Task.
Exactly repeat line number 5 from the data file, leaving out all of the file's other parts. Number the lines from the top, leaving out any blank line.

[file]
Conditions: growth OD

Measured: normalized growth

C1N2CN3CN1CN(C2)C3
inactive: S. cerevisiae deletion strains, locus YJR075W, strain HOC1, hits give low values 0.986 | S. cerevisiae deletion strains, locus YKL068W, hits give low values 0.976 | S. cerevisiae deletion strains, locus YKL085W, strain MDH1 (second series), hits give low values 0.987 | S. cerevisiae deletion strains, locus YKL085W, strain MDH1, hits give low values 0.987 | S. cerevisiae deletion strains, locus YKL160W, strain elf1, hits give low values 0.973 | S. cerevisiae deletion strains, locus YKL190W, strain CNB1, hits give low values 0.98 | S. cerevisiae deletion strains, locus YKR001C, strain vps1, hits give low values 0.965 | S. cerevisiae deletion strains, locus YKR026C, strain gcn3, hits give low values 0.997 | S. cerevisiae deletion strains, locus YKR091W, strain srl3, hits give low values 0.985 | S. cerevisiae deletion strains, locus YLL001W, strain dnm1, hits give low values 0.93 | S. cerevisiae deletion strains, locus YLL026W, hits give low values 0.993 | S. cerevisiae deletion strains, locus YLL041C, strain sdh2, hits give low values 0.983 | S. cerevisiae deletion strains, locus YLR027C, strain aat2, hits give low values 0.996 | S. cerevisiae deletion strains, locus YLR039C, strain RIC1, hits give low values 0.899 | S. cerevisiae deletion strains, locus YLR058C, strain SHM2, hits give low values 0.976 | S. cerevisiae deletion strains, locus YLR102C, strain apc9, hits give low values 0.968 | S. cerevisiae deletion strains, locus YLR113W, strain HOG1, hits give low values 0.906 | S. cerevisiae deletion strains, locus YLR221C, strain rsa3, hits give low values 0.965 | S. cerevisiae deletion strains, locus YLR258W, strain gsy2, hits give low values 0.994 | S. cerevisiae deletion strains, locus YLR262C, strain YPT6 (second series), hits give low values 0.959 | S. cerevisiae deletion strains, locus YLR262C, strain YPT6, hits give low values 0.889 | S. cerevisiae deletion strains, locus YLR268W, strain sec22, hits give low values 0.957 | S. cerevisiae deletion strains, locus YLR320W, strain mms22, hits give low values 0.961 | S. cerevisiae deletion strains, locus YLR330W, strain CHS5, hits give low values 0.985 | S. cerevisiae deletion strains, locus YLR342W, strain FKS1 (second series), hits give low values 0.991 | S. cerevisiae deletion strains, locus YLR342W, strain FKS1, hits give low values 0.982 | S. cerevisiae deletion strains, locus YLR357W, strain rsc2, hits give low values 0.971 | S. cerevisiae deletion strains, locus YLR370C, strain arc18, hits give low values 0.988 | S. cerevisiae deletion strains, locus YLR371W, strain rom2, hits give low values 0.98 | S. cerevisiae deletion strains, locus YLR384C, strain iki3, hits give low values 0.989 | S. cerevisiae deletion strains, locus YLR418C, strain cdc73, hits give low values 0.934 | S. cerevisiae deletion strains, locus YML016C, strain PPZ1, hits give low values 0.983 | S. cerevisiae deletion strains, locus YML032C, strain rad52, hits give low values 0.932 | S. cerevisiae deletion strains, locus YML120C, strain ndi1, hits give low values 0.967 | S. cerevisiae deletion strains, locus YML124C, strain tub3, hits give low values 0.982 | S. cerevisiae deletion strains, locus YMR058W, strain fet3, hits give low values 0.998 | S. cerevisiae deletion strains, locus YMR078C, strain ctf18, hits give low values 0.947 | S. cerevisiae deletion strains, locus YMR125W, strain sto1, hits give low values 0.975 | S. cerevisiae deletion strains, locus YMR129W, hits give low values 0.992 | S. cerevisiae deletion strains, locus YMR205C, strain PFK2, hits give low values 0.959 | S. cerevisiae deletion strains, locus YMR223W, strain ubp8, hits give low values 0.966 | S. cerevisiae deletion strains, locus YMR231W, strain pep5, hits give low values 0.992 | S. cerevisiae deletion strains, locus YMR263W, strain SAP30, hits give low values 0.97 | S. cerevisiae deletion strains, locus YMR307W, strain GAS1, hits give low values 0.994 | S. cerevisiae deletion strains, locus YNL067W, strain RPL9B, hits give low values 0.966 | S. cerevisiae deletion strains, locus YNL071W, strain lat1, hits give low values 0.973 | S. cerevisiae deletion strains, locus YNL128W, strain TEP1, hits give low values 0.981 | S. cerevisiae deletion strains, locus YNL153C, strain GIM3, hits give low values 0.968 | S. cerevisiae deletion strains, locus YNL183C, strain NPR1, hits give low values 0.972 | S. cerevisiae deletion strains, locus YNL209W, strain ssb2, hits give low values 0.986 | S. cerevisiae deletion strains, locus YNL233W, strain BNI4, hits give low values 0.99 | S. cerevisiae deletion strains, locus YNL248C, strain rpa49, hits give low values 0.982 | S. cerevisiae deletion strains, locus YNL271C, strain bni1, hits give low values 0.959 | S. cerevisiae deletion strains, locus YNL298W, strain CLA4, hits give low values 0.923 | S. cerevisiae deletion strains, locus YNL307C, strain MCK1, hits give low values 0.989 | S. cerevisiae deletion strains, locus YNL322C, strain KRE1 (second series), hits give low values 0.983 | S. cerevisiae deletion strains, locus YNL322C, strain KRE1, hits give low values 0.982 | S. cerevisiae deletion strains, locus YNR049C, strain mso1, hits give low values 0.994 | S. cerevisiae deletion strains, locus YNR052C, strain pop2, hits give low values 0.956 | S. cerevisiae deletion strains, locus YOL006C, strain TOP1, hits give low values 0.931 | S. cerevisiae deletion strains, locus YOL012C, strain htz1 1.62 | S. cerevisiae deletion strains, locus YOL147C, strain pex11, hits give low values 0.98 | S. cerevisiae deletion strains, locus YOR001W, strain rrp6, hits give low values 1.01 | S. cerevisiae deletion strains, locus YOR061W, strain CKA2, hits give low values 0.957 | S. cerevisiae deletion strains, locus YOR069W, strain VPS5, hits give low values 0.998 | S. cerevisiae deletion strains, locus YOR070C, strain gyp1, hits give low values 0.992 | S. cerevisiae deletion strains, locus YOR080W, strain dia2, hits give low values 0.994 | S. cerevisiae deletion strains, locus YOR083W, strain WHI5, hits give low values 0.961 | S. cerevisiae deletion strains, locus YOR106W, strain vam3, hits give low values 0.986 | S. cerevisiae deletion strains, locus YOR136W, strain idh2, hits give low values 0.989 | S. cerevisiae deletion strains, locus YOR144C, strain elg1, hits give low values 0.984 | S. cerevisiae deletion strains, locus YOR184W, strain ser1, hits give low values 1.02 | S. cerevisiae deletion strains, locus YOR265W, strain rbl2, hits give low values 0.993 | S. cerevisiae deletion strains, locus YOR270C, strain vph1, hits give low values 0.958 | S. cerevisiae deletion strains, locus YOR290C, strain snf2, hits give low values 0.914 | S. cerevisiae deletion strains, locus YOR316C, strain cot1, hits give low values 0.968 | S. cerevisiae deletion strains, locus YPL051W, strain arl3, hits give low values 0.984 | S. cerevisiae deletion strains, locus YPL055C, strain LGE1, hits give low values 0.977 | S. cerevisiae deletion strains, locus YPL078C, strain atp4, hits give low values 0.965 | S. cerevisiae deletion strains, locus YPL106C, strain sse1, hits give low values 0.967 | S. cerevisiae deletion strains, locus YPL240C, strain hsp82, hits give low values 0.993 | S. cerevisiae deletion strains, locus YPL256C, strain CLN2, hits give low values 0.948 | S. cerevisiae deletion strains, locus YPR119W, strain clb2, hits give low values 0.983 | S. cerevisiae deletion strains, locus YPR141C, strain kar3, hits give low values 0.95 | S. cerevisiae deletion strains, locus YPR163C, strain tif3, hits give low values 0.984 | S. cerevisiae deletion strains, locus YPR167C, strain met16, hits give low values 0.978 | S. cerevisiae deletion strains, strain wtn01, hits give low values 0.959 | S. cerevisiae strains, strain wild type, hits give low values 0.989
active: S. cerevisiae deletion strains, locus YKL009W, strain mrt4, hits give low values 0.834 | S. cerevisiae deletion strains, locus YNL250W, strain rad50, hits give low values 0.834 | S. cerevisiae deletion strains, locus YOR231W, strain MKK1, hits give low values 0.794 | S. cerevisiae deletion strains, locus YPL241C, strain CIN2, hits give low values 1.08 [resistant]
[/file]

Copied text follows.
active: S. cerevisiae deletion strains, locus YKL009W, strain mrt4, hits give low values 0.834 | S. cerevisiae deletion strains, locus YNL250W, strain rad50, hits give low values 0.834 | S. cerevisiae deletion strains, locus YOR231W, strain MKK1, hits give low values 0.794 | S. cerevisiae deletion strains, locus YPL241C, strain CIN2, hits give low values 1.08 [resistant]